TRAVEL: Any vacation that requires little more than a short car ride to a familiar place involves more organization, thought and energy than it did pre-911 in the US. Understandably this can be daunting to old and older travelers when airport navigation and unfamiliar territory are involved, not to mention stress for anyone accompanying an older individual.
Navigating airports is no longer simply remembering to take our plane ticket, checking in, and walking to the gate. Organization and physical stamina are also necessary before ever boarding the plane.
Photo ID. Boarding Pass. Plus small-size liquids in an easy-to-get-to, no-larger-than-1-gallon plastic bag if “we carry on.” All at the ready so we don’t hold up the line…even before we figure out which line we belong in. Then the physical part for those under 75 or without TSA expedited screening–taking off shoes, belts, jackets etc.; putting them and the liquids, and computer in correct bins, and lifting all, plus carry-ons, onto the conveyor belt. (Passengers 75 and over may have “modified screening.”) We must be certain our pockets are completely empty before entering the scanning detectors. Finally a usually long walk to the gate.
If this doesn’t discourage all older travelers and anyone who feels responsibility for them, (exception: ship passengers), I don’t know what does.
Sr. Advisor R, who–at age 98– flew alone cross-country to visit us last year, just said she had one more trip in her (she will be 100 in September); so I asked if she’d share her thoughts about travel and how she does it. R’s words:
1. “Energy level changes. My renewed energy doesn’t renew as it used to…maybe because I don’t sleep as well. You have to think about everything–it isn’t that one doesn’t want to travel but you’re not as confident when you’re old. That’s what age is. For old people it’s not the world we knew….we don’t know what to depend on.
2. “Look in the closet at least 2 weeks ahead. Make a list of the 4-5 outfits you’ll wear–on the plane, and at your destination. Try to mix and match. Think about underwear etc. Then get the clothes in order–it takes the pressure off, especially if you live alone. I leave clothes on wire hangers, slip a plastic bag over, and pack. They arrive in good shape. It’s organization.
3. “I put liquids in plastic bottles in a separate little case that I send as luggage–putting a zip lock bag over things that could leak. I think TSA always looks through it, because things are messed up when I get it back. But that’s OK.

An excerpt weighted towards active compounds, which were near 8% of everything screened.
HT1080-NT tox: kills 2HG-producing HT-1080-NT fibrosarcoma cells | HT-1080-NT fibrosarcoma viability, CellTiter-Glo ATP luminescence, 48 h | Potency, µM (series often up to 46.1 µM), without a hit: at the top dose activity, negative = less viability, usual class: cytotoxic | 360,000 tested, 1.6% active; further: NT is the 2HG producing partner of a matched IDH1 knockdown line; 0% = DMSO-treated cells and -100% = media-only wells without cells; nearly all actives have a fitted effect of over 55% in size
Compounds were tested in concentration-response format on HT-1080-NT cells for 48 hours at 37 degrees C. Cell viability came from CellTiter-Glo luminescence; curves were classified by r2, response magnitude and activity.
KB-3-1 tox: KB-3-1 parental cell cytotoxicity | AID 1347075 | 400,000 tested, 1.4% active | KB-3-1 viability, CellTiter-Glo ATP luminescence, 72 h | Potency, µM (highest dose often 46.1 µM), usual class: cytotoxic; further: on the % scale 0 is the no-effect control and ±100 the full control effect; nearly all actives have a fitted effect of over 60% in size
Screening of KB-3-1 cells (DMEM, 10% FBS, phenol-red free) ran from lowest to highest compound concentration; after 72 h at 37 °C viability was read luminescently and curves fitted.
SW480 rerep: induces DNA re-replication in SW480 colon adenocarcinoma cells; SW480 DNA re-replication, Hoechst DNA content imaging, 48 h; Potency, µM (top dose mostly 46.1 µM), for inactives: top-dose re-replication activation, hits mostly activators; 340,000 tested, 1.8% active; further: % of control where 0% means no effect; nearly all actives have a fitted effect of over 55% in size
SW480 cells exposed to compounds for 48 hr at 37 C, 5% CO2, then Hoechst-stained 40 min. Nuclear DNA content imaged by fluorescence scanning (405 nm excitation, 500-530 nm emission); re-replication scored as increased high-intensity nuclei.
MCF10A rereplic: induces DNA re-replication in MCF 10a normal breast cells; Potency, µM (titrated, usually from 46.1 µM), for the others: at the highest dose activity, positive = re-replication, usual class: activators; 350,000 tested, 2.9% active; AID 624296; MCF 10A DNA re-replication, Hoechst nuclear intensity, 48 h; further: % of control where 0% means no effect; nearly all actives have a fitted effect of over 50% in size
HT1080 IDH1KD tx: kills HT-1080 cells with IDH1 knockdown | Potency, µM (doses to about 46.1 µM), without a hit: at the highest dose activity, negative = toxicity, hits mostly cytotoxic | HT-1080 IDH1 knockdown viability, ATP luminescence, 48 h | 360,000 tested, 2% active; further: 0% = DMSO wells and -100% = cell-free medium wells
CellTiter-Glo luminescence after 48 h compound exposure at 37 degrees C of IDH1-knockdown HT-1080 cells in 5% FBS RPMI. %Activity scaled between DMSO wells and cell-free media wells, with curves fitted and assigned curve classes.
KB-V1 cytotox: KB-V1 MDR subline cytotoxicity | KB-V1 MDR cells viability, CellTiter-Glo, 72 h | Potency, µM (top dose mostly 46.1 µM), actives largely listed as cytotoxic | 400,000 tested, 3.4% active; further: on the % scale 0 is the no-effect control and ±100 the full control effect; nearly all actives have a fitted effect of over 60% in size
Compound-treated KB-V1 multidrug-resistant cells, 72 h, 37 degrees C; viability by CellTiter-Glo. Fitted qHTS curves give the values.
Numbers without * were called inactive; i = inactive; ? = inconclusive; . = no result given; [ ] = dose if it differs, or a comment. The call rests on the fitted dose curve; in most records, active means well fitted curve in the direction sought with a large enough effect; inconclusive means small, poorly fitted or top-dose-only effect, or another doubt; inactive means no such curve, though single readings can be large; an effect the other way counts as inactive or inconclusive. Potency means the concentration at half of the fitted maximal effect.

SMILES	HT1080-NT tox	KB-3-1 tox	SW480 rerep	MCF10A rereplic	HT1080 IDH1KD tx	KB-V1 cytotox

4. “I use a practical purse and pack another purse. An older person needs to do what’s comfortable and not care what others think. For example, I’ve shrunk and now take a cushion to sit on. I have fat ones, thin ones–there’s a wonderful mid-size one that isn’t heavy and has a little strap you put your hand through so it travels well.
5. “I put my boarding pass where it’s protected in the zipper compartment of my purse. I get needed cash ahead of time. My house key is with my change–so I always know where my key is. My photo ID and emergency numbers are in one place in my wallet. And I remember to put 3 Kleenexes in, should I need them. Older people need them. It’s a rude awakening, for example, to realize a muscle on the side of the mouth can weaken in some older people and saliva can drip unexpectedly. Usually old people don’t talk about this.
6. “I order a wheel chair when I make my reservation. It’s important. Airports are so large; the walks so long. I immediately tell the man who takes my luggage (curbside)–I’ve ordered a wheel chair. I allow extra time for this. And have the tip ready and give it a minute or two after they begin pushing my wheel chair. Makes them happier at the beginning and I get a better ride from them,” R says laughingly. “It makes it a little friendlier–then you have someone who wants to do for you.”
Is there any more to say? R has figured it out. With no kids (only us-2,000 away) to help–or hinder, her independence and abilities are affirmed again and again. Yet R has said– many times this past year–“Getting Old is Hard.” When it gets too hard, she says she’ll ask us for help. That said, the thought of travel for old people can still be enticing– and isn’t it a wonderful gift if we can help make that happen for those who are able.
Related: “Aging Parents and Airports: Happy Landings or Headache-Producing“